With respect to operations during the third quarter, the company's third quarter 2019's consolidated revenue was $14,776,000 compared to $17,662,000 in the third quarter of 2018. As discussed in the company's press release published earlier today, the most significant factor to the revenue decline is a reduction in retail revenue, which was due to our shipping in the third quarter of 2018, the rollout inventory of the then and refreshed line of Pneumatic air tools to The Home Depot, with no similar opening order type repeating this year.

I should point out that it has been our experience that The Home Depot revises its product offerings once every several years. The release earlier today discussed the fluctuations of Florida Pneumatic other lines of business.

Revenue at Hy-Tech increased 5.5% this quarter compared to the third quarter of 2018. This improvement occurred mostly in its OEM business, partially offset by declines in ATP and its other product lines.

The company's third quarter 2019 gross margin was 36.2% compared to 37.4% for the same period in the prior year. Comparing this quarter to the third quarter of 2018 Florida Pneumatic gross margin increased 2.4 percentage points. This net increase was due primarily to the change in our marketing strategy for the AIRCAT brand and stronger gross margins at Jiffy Tool.

Gross margins at Hy-Tech was significant affected -- negatively affected this quarter by an increase in obsolete and slow moving inventory as well as product and customer wish -- mix, excuse me.

I wish to point out that we have taken several actions which we believe will address the customer and product mix issues going forward. Significant steps taken include such things as material cost reductions, improved manufacturing techniques and price increases.

Our selling, general and administrative expenses for the 3-month period ended September 30, 2019 and 2018 were $5,208,000 and $5,737,000, respectively. The decrease was driven by lower variable costs and to a lesser extent, lower compensation expenses.

Lastly, the company's interest expense during the third quarter of 2019 was $13,000 compared to $66,000 incurred during the same period a year ago. This decline is due to the reduction in our short-term borrowings.

Taking more of the above into consideration for the 3-month period ended September 30, 2019, we are reporting pretax income of $128,000 compared to $767,000 for the same period in 2018.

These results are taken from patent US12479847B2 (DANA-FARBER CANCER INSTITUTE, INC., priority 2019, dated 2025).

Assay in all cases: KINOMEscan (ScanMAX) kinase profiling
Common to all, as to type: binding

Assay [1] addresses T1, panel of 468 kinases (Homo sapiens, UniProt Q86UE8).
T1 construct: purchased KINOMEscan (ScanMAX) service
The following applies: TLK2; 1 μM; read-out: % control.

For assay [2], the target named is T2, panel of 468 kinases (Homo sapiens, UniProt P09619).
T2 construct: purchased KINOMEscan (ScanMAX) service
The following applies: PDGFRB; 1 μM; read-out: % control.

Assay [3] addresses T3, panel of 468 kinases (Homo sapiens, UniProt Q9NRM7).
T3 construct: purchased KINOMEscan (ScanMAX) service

On an after-tax basis, we're reporting net income of $136,000 compared to $541,000 in the third quarter of last year. And lastly, for the 3-month period ended September 30, 2019 and '18, we are reporting basic earnings per share of $0.04 and $0.15, respectively.

Diluted earnings per share for the same period are $0.04 and $0.14, respectively. The amount of common shares outstanding as of November 5 of this year were 3,143,810 shares.

Again, as a reminder, I refer you to this morning's press release for any other additional information.

At this time, Joe Molino will discuss our cash flows. Joe?

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Joseph A. Molino, P&F Industries, Inc. - VP, COO, CFO, VP, Secretary & Treasurer [4]

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Thank you, Richard. Capital expenditures during the 9-month period ended September 30, 2019, were $1,240,000 compared to $1,757,000 during the same 9-month period in 2018. Significant noncash items affecting the 9-month period in September 30, 2019, cash flows were depreciation and amortization of $1,148,000, amortization of other intangible assets of $514,000. Amortization of operating leased assets of $363,000, amortization of consideration payable to a customer of $202,000, stock-based compensation of $89,000, a change in deferred income taxes of $332,000 and the recognition of the gain on the sale of fixed assets, consisting primarily of the sale of the Jupiter, Florida facility for $7,817,000.

Additionally, significant components that impact the cash used in operating activities during the 9-month period ended September 30, 2019, were an increase in inventories of $2,771,000, an increase of $314,000 in prepaid and other current assets. A decrease of $594,000 in accrued compensation and benefits. Accounts payable, accrued other liabilities and operating lease liability in the aggregate increased by $1,116,000.

With that, I'd like to turn the call back over to Richard. Richard?

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Richard A. Horowitz, P&F Industries, Inc. - Founder, Chairman, CEO, President & Assistant Treasurer [5]

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Thank you, Joe. And in closing, I would like to just thank and acknowledge all of our employees and our management for the continued outstanding dedication and efforts to keep P&F moving forward. That's the end of our report today. And now we'll be happy to answer any questions anybody may have. Operator?